Date Awarded


Document Type


Degree Name

Doctor of Philosophy (Ph.D.)




James Axtell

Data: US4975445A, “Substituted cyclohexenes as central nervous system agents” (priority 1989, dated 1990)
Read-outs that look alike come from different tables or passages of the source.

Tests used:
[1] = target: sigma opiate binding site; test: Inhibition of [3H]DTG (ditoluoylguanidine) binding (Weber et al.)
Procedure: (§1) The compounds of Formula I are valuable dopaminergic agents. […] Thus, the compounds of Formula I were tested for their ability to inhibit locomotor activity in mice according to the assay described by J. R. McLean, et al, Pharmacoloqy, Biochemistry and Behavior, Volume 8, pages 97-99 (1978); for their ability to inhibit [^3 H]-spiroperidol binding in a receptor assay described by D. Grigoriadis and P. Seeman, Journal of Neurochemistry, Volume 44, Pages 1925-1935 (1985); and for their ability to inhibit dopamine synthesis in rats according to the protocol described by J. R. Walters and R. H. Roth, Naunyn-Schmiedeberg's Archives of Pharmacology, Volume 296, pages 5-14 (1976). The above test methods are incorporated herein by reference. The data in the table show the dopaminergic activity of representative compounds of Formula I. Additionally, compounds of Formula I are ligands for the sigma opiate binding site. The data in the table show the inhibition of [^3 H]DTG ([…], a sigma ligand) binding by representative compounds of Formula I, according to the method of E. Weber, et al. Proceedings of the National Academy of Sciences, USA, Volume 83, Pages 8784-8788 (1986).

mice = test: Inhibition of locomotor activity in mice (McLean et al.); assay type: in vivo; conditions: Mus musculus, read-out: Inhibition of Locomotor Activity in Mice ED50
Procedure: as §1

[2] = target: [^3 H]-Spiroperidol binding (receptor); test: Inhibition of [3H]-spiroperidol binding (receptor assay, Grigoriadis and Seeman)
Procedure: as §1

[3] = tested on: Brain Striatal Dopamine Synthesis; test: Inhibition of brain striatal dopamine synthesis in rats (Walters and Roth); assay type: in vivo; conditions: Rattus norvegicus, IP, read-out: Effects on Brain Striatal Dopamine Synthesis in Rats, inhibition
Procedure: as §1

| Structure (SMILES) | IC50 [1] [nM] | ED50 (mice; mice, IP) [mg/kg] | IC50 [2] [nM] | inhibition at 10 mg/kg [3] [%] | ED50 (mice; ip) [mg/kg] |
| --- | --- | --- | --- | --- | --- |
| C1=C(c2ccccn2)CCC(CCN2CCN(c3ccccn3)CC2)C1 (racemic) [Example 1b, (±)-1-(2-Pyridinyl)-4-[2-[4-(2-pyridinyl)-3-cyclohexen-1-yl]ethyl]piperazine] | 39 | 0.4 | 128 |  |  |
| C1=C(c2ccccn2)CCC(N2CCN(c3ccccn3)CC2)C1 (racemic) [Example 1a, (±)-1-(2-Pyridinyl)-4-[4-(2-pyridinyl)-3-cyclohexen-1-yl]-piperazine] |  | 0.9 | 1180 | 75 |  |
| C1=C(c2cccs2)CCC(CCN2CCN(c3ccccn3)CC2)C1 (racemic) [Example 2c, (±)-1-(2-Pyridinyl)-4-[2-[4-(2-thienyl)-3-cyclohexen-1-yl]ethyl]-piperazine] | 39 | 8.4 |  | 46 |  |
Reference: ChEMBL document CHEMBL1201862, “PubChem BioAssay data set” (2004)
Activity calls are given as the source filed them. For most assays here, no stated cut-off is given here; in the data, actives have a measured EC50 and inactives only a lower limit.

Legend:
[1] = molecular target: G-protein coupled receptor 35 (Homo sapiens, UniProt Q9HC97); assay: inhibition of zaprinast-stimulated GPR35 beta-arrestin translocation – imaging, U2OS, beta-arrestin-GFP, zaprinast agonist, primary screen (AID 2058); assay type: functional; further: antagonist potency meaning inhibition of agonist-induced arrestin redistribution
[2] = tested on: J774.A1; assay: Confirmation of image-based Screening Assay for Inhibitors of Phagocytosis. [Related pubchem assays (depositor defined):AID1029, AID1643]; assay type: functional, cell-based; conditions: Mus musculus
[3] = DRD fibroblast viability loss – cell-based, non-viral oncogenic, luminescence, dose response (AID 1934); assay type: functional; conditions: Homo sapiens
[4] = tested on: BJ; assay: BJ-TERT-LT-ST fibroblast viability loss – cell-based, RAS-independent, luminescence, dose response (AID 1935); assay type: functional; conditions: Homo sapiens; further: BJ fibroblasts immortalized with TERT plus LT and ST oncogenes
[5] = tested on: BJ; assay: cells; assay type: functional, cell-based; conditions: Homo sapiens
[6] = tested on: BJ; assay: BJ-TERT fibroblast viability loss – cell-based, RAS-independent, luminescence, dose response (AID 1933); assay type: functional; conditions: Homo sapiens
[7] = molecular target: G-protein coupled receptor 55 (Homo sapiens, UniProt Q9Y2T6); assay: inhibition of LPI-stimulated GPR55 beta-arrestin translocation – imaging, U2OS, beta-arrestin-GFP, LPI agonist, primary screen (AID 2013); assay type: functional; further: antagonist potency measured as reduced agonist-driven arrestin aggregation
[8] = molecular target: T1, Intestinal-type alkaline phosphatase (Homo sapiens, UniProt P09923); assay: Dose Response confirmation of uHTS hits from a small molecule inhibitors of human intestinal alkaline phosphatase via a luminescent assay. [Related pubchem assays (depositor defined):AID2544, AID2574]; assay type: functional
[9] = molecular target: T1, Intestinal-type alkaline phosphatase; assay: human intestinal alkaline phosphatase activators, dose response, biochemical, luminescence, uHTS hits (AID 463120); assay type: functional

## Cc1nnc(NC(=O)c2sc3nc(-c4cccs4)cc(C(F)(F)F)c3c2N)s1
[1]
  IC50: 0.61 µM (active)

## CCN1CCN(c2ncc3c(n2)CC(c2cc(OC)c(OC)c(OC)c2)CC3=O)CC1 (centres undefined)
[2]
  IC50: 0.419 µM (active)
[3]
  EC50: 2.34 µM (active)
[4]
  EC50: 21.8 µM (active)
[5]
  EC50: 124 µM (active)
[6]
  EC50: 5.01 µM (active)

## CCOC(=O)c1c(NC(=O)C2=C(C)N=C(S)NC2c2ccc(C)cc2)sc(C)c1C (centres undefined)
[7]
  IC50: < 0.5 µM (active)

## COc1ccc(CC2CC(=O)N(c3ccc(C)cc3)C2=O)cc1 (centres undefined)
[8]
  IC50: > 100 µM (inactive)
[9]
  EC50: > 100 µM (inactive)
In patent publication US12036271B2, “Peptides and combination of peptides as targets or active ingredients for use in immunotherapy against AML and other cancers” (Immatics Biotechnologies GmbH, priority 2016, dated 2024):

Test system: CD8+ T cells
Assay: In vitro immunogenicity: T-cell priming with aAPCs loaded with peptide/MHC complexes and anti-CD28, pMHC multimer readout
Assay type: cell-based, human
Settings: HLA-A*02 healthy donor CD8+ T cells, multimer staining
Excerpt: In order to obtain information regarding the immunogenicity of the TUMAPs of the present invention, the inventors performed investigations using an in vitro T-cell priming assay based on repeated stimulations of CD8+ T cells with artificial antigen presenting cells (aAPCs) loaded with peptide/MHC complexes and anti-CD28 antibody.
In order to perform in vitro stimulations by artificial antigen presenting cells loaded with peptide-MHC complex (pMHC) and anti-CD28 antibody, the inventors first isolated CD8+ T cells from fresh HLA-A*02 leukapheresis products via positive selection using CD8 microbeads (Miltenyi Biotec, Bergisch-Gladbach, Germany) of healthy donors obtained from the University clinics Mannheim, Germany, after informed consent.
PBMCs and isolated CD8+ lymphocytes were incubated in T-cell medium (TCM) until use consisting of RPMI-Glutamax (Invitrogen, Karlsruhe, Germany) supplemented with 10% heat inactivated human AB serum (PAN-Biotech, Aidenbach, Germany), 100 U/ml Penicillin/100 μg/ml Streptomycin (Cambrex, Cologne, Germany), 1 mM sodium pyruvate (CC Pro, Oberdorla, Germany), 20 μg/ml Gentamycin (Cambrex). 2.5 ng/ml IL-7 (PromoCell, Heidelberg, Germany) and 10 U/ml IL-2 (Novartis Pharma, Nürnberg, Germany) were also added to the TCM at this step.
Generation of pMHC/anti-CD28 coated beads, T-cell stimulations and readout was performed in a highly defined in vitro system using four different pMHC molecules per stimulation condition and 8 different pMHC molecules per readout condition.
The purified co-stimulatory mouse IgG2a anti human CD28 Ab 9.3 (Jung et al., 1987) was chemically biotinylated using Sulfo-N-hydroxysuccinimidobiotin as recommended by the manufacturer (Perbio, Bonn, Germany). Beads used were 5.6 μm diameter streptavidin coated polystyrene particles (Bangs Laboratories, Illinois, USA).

This study is an attempt to discern what eighteenth-century houses--their forms, dimensions, internal organization, and external settings--have to contribute to scholarly understanding of colonial Virginia's society, economy, and culture.;Historic Virginia houses usually were built more recently than traditional scholars and popular writers have supposed, and standing eighteenth-century houses are, almost without exception, far larger and finer than the dwellings most colonial Virginians inhabited. Yet even lightly constructed and shabbily finished houses stood at the center of a complex of buildings where most of the planter's household and agricultural work was performed. Thus eighteenth-century Virginia houses were more mundane and unpretentious yet more symbolically and functionally dominant components of the landscape than surviving houses and their isolated rural sites can suggest.;This dissertation employs documentary, architectural, and archaeological evidence to address three questions. What can a close reading of written sources convey about the character and context of houses in eighteenth-century Virginia? What can a close inspection of surviving houses, their archaeological remains, and their associated documentary histories convey about the circumstances of their construction and use, the significance of their form and presentation? Finally, what was the economic background and the social significance of a pretentious Virginia house which was built, accoutred, and inhabited during a time and in a place where such structures were exceedingly rare?



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